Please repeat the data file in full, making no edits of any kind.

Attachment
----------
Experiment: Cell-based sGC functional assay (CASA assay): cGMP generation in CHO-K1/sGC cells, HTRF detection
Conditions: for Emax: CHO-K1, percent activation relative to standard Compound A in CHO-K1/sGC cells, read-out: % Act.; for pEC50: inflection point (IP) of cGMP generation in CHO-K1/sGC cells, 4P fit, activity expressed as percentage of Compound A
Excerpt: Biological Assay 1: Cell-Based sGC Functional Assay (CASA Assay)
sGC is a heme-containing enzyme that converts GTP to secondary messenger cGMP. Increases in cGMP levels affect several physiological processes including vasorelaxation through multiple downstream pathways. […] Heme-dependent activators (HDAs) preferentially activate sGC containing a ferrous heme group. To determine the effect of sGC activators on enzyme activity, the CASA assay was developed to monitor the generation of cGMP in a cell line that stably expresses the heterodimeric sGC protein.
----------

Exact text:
Experiment: Cell-based sGC functional assay (CASA assay): cGMP generation in CHO-K1/sGC cells, HTRF detection
Conditions: for Emax: CHO-K1, percent activation relative to standard Compound A in CHO-K1/sGC cells, read-out: % Act.; for pEC50: inflection point (IP) of cGMP generation in CHO-K1/sGC cells, 4P fit, activity expressed as percentage of Compound A
Excerpt: Biological Assay 1: Cell-Based sGC Functional Assay (CASA Assay)
sGC is a heme-containing enzyme that converts GTP to secondary messenger cGMP. Increases in cGMP levels affect several physiological processes including vasorelaxation through multiple downstream pathways. […] Heme-dependent activators (HDAs) preferentially activate sGC containing a ferrous heme group. To determine the effect of sGC activators on enzyme activity, the CASA assay was developed to monitor the generation of cGMP in a cell line that stably expresses the heterodimeric sGC protein.